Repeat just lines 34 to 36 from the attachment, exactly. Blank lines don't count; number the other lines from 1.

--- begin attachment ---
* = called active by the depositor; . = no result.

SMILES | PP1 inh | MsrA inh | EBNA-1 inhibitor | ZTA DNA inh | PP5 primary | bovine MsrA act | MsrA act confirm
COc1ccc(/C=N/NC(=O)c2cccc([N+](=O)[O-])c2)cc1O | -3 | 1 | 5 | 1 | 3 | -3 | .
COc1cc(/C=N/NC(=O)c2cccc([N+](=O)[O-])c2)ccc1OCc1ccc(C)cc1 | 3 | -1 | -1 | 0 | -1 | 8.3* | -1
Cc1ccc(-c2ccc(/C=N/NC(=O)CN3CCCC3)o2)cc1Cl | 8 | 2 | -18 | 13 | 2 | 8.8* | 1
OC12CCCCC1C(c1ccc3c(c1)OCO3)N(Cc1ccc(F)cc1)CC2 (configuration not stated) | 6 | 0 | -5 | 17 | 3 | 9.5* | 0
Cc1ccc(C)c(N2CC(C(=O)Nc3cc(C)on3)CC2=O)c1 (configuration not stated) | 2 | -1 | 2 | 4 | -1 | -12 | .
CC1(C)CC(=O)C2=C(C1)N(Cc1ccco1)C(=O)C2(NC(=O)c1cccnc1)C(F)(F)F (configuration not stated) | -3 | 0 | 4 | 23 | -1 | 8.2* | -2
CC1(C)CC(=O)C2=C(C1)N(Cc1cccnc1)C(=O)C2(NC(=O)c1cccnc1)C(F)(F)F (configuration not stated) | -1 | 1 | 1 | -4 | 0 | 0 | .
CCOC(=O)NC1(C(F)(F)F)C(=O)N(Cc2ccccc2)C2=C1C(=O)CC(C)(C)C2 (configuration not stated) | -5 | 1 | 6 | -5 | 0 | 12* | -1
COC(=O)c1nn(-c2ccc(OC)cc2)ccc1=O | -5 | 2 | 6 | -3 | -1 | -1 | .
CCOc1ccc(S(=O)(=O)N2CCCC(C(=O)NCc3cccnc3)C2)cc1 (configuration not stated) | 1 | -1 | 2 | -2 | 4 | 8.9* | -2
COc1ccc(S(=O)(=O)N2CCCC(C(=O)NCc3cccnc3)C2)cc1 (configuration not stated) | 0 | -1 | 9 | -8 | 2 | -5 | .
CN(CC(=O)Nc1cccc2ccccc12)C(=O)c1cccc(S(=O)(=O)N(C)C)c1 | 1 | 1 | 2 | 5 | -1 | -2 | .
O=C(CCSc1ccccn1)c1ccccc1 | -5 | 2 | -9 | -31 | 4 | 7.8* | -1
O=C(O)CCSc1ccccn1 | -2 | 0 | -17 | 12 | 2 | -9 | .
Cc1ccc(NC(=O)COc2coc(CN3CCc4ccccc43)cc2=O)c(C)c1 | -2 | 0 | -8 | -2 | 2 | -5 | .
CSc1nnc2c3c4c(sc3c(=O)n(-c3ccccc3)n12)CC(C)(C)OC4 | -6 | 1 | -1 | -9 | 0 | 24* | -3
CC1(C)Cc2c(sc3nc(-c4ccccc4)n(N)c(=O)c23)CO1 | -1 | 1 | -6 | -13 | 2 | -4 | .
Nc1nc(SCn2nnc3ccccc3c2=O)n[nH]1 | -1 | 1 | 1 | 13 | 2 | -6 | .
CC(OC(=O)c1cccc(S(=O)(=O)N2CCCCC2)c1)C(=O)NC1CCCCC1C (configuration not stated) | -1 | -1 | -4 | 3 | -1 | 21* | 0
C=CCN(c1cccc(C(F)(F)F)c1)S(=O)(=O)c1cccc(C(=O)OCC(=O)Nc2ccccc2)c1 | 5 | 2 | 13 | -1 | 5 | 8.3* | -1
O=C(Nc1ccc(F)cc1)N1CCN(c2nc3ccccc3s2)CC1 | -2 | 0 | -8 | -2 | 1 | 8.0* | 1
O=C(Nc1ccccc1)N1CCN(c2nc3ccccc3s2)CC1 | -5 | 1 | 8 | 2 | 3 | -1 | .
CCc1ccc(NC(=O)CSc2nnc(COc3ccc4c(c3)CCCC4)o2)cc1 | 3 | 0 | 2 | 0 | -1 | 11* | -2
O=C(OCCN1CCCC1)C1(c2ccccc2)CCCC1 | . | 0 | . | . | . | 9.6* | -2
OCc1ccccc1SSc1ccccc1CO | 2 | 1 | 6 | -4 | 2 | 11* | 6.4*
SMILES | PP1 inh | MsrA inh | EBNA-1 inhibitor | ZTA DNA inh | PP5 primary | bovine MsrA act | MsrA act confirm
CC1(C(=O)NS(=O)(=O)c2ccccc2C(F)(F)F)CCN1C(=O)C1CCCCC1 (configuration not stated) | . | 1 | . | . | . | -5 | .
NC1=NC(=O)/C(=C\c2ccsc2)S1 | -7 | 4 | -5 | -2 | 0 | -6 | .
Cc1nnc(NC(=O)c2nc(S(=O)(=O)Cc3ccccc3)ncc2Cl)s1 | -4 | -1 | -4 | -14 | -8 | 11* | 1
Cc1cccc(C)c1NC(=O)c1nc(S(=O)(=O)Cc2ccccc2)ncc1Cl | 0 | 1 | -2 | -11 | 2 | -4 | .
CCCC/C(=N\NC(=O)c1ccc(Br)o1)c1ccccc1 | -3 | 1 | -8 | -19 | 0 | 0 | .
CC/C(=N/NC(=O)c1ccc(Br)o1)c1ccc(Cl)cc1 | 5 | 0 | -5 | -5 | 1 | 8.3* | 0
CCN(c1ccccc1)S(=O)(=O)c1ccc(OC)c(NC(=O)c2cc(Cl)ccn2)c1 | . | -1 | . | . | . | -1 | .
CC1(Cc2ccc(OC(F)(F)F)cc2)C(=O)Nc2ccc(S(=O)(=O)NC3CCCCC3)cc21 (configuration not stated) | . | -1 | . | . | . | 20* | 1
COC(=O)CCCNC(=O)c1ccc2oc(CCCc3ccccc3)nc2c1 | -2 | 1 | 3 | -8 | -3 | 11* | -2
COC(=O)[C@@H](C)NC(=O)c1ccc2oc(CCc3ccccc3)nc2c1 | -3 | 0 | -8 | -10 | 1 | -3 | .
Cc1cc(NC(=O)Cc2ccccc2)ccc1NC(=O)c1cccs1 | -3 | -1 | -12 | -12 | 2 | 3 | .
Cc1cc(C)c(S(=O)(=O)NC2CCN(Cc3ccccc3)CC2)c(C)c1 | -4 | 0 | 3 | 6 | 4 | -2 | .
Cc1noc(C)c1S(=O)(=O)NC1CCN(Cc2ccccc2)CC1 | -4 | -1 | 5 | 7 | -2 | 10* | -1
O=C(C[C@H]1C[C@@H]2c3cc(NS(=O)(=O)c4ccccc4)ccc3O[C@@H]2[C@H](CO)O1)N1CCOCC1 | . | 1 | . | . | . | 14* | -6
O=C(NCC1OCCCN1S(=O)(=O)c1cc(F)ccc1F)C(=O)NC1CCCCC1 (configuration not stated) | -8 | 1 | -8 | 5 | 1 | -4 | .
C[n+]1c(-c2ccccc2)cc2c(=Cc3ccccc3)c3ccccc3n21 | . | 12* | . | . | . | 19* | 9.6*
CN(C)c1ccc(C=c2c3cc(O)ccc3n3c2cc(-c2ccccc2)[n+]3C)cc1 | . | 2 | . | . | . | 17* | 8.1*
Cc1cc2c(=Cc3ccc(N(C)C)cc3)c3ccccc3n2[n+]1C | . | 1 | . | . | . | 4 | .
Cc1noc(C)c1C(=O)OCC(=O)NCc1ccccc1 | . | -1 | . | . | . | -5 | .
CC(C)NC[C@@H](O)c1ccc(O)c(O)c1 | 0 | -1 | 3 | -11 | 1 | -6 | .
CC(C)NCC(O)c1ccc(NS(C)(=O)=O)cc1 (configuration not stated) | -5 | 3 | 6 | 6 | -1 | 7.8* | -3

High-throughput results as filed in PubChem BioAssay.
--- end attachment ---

CC/C(=N/NC(=O)c1ccc(Br)o1)c1ccc(Cl)cc1 | 5 | 0 | -5 | -5 | 1 | 8.3* | 0
CCN(c1ccccc1)S(=O)(=O)c1ccc(OC)c(NC(=O)c2cc(Cl)ccn2)c1 | . | -1 | . | . | . | -1 | .
CC1(Cc2ccc(OC(F)(F)F)cc2)C(=O)Nc2ccc(S(=O)(=O)NC3CCCCC3)cc21 (configuration not stated) | . | -1 | . | . | . | 20* | 1